Iran said on Tuesday that it had begun loading the first of 163 fuel rods into the core of its first nuclear reactor, set to go into operation early next year, and vowed to pursue nuclear activities “in other areas.”
Iran’s nuclear programme has spread deep concerns in the West because governments, including the United States, believe Tehran has ambitions to build a nuclear weapon and do not accept its denials.
The US once opposed the Russian-built Bushehr plant in the south of the country but dropped its objections after Russia provided assurances over the fuel supply and the disposal of spent fuel roads that can be used to makes weapons-grade plutonium. Russia has agreed to take back spent fuel.
The plant is supposed to be supervised by inspectors from the International Atomic Energy Agency (IAEA) the United Nations nuclear watchdog based in Vienna. It was not clear if IAEA inspectors were present when the fuel-loading began.
Ramin Mehmanparast, a Foreign Ministry spokesman, said on Tuesday: “Political pressure and sanctions have not prevented Iran from proceeding with its peaceful nuclear activities according to schedule.”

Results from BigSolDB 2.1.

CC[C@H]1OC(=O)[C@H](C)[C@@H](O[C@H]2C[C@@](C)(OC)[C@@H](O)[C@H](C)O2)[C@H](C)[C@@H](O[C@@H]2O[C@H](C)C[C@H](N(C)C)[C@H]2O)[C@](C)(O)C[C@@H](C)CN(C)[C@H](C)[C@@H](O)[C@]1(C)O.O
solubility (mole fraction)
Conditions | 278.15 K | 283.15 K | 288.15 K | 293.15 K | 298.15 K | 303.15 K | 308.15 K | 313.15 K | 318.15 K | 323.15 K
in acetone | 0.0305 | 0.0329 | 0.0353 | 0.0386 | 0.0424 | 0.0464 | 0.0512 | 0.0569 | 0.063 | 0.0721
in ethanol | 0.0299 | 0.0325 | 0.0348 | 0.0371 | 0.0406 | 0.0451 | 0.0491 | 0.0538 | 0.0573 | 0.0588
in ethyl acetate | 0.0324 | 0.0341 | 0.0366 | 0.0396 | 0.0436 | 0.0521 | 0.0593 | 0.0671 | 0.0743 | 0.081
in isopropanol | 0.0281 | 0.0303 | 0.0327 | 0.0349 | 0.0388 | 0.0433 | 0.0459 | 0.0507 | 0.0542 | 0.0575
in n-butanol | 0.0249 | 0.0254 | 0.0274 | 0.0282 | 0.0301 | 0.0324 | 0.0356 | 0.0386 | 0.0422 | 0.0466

“The Bushehr power plant is a major project which will help us to take one step toward future alternative energy supplies,” he said, according to the semiofficial IRNA news agency. “We will also pursue our peaceful nuclear activities in other areas.” He did not give details.
The loading of fuel at the reactor was initially supposed to begin soon after fuel was transported there in August, but was delayed by a leak.
Speaking to workers at the plant, the head of Iran’s Atomic Energy Organization, Ali Akbar Salehi, said the Bushehr facility “is the most exceptional power plant in the world and it is right now at the critical stage of transferring fuel into the core of the reactor which is the last stage of the process.” Salehi said that the plant would begin to feed the national power grid within three months.
IAEA inspectors would oversee the final processes of fuel-loading and then seal the core of the reactor to prevent tampering. The reactor is also supposed to be kept under surveillance by closed circuit television cameras that would detect any movement of fuel.